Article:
The type of dependency injection we should adopt is slightly different: setter injection. This approach transforms the CommentsRepository class in:
      class CommentsRepository
          private $_dbAdapter;
          private $_mailer;
          private $_logger;
          public function setDbAdapter(Zend_Db_Adapter $dbAdapter)
              $this->_dbAdapter = $dbAdapter;
          public function setMailer(Zend_Mail_Transport_Abstract $mailer)
              $this->_mailer = $mailer;
          public function setLogger(Logger $logger)
              $this->_logger = $logger;
      Though, there are some problems with setter injection that we should solve:
      • setters allow changing collaborators after the construction: often it is a conterproductive operation and so it should be avoided. The setters can check if the corresponding private property is null before accepting the parameter.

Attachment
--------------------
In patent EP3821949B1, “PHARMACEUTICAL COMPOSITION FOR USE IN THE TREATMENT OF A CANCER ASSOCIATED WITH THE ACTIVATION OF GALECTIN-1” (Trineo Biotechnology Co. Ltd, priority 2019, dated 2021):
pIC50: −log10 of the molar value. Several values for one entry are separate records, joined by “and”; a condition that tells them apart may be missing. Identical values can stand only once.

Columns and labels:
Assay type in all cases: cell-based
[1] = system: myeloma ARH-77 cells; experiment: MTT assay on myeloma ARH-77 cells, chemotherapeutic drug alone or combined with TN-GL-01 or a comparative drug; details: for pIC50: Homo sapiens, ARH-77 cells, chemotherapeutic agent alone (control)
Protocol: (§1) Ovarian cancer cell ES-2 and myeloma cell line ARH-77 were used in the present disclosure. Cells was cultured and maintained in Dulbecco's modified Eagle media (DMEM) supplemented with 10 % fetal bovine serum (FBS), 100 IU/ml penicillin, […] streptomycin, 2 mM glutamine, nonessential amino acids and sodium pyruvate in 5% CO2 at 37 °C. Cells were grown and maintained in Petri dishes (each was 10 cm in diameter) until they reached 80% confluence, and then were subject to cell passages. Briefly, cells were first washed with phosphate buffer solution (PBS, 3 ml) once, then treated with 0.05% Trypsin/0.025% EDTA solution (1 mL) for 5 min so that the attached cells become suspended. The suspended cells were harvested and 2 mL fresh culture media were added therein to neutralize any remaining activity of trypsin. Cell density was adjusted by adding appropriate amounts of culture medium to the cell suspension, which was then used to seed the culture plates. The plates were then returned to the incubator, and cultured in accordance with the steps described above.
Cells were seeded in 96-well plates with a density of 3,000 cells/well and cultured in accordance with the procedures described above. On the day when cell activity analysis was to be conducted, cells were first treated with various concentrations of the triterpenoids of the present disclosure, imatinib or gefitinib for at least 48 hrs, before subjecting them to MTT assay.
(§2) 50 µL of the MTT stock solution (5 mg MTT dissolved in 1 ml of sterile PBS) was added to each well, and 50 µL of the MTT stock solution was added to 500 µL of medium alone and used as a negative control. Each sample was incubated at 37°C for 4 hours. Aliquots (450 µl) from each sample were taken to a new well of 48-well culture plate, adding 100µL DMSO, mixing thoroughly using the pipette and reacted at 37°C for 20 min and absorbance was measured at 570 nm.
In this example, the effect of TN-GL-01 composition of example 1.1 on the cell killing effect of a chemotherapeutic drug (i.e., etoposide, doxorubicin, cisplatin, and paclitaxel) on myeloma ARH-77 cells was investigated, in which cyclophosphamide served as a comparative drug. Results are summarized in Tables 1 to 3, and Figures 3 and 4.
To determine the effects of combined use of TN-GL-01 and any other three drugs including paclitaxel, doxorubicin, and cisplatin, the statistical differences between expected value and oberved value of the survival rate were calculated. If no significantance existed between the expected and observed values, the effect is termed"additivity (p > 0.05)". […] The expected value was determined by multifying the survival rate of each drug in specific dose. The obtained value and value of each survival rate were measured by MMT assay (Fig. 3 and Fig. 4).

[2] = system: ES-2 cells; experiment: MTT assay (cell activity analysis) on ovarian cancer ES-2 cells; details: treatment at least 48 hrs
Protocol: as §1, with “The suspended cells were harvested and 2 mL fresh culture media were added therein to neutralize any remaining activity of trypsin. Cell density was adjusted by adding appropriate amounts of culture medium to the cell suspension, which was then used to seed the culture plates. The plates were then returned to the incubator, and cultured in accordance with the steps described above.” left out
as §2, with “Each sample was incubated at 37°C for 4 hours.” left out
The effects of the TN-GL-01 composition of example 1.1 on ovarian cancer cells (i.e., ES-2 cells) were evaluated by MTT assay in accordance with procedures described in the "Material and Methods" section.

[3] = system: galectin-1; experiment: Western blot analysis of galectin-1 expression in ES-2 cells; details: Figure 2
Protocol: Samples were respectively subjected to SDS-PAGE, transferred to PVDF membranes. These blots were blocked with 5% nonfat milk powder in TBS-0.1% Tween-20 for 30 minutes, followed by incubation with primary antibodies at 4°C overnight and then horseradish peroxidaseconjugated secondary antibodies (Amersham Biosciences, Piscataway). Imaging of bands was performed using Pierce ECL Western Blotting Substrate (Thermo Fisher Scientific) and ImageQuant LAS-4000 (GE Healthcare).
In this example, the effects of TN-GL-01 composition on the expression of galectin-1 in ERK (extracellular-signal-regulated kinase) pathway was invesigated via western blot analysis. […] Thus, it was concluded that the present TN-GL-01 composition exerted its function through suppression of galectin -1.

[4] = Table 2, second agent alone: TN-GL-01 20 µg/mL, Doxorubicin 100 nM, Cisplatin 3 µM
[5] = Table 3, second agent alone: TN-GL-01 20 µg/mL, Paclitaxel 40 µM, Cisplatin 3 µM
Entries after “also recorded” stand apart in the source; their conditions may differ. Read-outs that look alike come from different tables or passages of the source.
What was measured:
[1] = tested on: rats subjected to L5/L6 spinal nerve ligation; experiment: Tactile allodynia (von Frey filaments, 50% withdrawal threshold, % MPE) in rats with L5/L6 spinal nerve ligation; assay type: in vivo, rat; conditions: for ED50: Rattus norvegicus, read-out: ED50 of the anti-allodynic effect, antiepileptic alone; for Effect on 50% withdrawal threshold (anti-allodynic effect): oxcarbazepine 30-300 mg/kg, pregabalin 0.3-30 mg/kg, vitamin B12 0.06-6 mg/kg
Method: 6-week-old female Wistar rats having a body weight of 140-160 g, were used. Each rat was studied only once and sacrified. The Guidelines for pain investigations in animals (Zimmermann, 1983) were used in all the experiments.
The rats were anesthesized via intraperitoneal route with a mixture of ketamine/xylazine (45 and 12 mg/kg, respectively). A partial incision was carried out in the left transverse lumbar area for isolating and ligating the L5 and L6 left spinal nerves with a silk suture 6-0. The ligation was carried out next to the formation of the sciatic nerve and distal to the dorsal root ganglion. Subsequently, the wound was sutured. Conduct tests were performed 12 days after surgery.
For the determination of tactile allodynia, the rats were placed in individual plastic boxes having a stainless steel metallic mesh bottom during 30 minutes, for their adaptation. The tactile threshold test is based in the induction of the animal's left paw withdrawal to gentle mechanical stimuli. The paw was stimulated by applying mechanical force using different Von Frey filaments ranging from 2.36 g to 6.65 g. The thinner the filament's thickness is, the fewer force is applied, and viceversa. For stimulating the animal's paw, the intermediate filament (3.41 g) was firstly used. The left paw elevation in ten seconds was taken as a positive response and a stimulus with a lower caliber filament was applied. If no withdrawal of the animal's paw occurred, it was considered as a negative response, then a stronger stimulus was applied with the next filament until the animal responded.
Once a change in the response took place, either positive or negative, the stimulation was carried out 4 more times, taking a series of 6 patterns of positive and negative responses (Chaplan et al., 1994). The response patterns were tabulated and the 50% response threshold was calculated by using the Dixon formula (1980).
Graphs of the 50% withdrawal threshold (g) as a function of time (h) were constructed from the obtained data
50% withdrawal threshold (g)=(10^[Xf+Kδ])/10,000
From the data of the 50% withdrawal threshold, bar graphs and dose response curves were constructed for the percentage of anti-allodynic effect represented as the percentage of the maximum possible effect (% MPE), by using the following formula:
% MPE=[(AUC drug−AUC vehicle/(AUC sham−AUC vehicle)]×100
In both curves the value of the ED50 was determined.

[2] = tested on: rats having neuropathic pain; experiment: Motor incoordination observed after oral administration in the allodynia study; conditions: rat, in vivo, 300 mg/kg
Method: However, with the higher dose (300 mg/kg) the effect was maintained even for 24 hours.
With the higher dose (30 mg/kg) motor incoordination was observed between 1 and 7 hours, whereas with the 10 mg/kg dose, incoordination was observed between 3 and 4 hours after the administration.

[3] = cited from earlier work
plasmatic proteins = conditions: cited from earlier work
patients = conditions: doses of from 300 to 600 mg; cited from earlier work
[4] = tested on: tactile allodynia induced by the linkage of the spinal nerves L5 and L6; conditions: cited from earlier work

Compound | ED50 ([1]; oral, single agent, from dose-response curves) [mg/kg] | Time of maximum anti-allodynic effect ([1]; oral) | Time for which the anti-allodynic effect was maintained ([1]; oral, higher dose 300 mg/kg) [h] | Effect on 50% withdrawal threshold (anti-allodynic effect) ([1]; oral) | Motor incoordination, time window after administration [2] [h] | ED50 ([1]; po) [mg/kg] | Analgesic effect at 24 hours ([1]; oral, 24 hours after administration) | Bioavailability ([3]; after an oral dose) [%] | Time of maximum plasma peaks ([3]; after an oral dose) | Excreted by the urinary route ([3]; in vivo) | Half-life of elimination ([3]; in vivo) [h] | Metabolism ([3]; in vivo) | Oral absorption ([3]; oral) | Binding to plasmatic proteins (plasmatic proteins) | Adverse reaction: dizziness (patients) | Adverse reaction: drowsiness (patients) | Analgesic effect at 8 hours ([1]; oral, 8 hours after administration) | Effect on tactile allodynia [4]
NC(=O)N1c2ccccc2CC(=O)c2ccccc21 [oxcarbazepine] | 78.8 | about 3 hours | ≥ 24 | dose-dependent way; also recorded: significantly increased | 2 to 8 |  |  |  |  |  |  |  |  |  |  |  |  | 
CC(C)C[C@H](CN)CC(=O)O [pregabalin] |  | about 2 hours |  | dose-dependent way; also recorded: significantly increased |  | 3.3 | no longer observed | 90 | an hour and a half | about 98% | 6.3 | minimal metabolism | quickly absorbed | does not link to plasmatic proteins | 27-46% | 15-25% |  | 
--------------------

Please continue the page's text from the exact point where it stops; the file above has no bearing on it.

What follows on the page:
• the Api is not clear: why there are setters if I cannot set anything? I suggest to extract an interface where the setters are not present. This solves also the previous problem as the client class will depend only on an interface where setters are not defined and in static languages it is not even allowed to call them. In dynamic languages, the developer should refer to the Api documentation of CommentsRepositoryInterface and not of the CommentsRepository concrete class.
      • we may forgot a collaborator: both in manual and automated dependency injection you can forgot to call a setter or to add a collaborator to the configuration, and the result is a broken object hanging around. So you should maintain some form of test for the factory or the container (typically in integration tests). A missing collaborator is a wiring bug and it is simple to solve since it is going to manifest nearly always: the application will explode saying you called a method on null. Note that since I use null defaults for constructor parameters this problem is also present in constructor injection.
      I hope you consider setter injection, as I avoided it without real reasons in the past and the design of your application can benefit from it.